Managing : Digital Security and Privacy

The rapidly evolving digital economy, related innovation and emerging technologies present substantial opportunities for economic growth and enhanced societal benefit. To flourish, the digital economy requires effective digital security risk management and protection of privacy. However, digital incidents and threats to economic and social activities continue to grow in number and sophistication, with significant consequences. Public and private organisations, including those supporting critical infrastructures may suffer disruption of operations, direct financial loss, liabilities, damaged reputation, loss of competitiveness or of trust. Unauthorized access, destruction, use, modification or disclosure of personal data may also impact and violate individuals’ privacy. With the ever more extensive large-scale collection and analysis of data, more attention must be given to addressing possible unanticipated and undesirable uses of personal data.

"Digital security and privacy protection have become public policy priorities in an increasingly digital and data-dependent economy and society. A key challenge for governments, businesses and individuals is to reduce these risks to  increase trust without inhibiting the opportunities offered by the digital economy."

Digital security risk has traditionally been approached as a technical problem but the changing nature and scale of digital security incidents is driving countries to re-evaluate their strategies and policies. In recent years, many governments and stakeholders have emphasised the importance of considering digital security risk as a strategic economic issue for organisations which needs to be addressed at the highest level of corporate governance, as recommended by the OECD Recommendation on Digital Security Risk Management for Economic and Social Prosperity.

Managing Digital Security and Privacy Risk, a background report for the June 2016 OECD Ministerial on the Digital Economy, discusses how increased connectivity and data-driven innovation have brought about significant economic and social opportunities while changing the scale and scope of digital security and privacy challenges. These developments highlight the need for an evolution in policies and practices to build and maintain trust in the digital economy. Building on key messages of the OECD Digital Security Risk Recommendation and the OECD Privacy Guidelines, the report articulates why an approach grounded in risk management is essential to ensure that measures are appropriate to and commensurate with the risk. It also examines what further work is needed to understand how public policy can work jointly with private sector to overcome barriers and address the special challenges faced by small and medium enterprises (SMEs).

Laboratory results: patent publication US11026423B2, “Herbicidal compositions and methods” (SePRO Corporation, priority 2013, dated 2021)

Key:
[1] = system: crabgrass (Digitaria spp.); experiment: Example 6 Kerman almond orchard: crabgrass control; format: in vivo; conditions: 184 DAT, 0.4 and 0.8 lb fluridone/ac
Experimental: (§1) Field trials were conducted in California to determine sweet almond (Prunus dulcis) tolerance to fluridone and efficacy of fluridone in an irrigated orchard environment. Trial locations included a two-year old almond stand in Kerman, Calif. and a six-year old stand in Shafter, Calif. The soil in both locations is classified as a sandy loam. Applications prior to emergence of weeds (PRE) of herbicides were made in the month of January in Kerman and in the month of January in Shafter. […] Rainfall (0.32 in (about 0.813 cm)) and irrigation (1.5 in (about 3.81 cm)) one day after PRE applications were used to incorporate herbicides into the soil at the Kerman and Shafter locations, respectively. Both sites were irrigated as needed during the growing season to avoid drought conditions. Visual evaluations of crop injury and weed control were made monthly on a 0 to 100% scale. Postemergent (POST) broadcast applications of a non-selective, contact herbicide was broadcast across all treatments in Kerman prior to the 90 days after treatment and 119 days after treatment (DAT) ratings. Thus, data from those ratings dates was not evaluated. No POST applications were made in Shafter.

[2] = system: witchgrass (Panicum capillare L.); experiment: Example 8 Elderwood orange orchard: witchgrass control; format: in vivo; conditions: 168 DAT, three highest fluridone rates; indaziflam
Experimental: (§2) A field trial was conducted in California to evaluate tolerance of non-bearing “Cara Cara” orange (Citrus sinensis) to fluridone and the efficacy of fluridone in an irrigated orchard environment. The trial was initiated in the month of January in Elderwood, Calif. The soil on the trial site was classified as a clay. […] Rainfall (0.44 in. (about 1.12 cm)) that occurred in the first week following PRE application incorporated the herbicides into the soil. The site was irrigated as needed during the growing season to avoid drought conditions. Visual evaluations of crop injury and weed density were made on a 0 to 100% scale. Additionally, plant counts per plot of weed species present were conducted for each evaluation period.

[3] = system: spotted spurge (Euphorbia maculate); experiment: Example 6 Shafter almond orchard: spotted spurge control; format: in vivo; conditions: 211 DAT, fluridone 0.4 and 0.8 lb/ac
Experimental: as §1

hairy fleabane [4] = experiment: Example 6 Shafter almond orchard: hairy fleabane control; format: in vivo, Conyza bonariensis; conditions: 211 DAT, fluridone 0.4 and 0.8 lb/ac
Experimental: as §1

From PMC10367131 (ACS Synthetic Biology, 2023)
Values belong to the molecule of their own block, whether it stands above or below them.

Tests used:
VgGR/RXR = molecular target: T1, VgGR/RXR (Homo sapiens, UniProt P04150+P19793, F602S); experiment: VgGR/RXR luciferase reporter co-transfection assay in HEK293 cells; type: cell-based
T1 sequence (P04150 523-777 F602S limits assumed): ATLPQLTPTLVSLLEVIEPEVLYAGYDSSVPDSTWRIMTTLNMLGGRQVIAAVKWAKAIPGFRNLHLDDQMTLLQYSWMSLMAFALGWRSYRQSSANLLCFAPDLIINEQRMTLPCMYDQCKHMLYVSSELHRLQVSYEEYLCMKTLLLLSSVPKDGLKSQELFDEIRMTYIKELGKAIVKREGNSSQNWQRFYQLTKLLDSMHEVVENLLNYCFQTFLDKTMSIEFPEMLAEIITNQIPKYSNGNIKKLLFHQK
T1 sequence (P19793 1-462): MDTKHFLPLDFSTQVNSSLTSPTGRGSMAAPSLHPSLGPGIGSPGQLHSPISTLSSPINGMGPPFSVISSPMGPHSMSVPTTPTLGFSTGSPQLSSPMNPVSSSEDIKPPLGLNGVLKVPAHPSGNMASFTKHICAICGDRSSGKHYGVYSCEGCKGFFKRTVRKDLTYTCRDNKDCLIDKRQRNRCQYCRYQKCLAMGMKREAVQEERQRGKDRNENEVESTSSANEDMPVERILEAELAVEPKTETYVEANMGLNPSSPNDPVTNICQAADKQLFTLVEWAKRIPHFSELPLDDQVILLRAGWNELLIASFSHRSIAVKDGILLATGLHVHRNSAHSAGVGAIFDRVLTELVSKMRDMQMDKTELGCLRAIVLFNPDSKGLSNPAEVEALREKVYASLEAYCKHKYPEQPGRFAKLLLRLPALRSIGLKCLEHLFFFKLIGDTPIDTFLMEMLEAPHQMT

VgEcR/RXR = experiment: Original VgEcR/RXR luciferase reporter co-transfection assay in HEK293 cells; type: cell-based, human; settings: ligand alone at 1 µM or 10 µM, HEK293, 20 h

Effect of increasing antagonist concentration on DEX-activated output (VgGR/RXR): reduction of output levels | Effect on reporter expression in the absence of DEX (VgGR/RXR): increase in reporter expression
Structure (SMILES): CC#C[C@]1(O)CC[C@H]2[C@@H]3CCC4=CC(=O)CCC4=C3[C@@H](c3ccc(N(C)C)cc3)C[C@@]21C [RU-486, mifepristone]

For instance India has developed national digital security strategies, but not robustly designed to manage digital security risk to support economic and social prosperity.To optimize the economic and social benefits anticipated from an open digital environment, leaders and decisions makers should not treat digital security risk solely as a technical issue but adopt an economic and social risk management approach. Broad adoption of such an approach will require multi stakeholder, interdisciplinary and international co-operation. Sharing of best practices and of robust evidence will facilitate the development of policies and their implementation.

Which has left some key questions for 2018/19 that needs to be answered :

  • Q1: How can national digital security strategies best foster economic and social prosperity?
  • Q2: How can co-operation across all sectors and stakeholders, including at the international level, facilitate the adoption and implementation of digital security risk management approaches for economic and social prosperity?
  • Q3: What steps can be taken to help SMEs effectively manage digital security risk and protect privacy?
  • Q4: How can synergies between digital security and privacy risk policies at national and international levels best be leveraged?
  • Q5: How should privacy strategies be developed to respond to personal data protection challenges in a data-driven economy and society?
  • Q6: What economic and social benefits have been derived from national digital security strategies and what lessons can be learned for national privacy strategies?

These were more and less same set of questions that were held by OECD at Ministerial Meeting in Mexico ca ~2016. The answers of these question may prove hindrance for developing nations ,which has boarded the digital bandwagon and are not willing to take a stab on this. However this is a question to SMe on ethics than compliance in digital era.

Risk management Data Security Privacy risk Digital Security GDPR

About the author

Rakesh Jha

Data & Information - Privacy Engineering


FIP CIPP/E RAKESH JHA FIP CIPP Co-Founder of Privacy Virtuoso Advisory GDPR, PIPEDA, HIPAA and ISO27001

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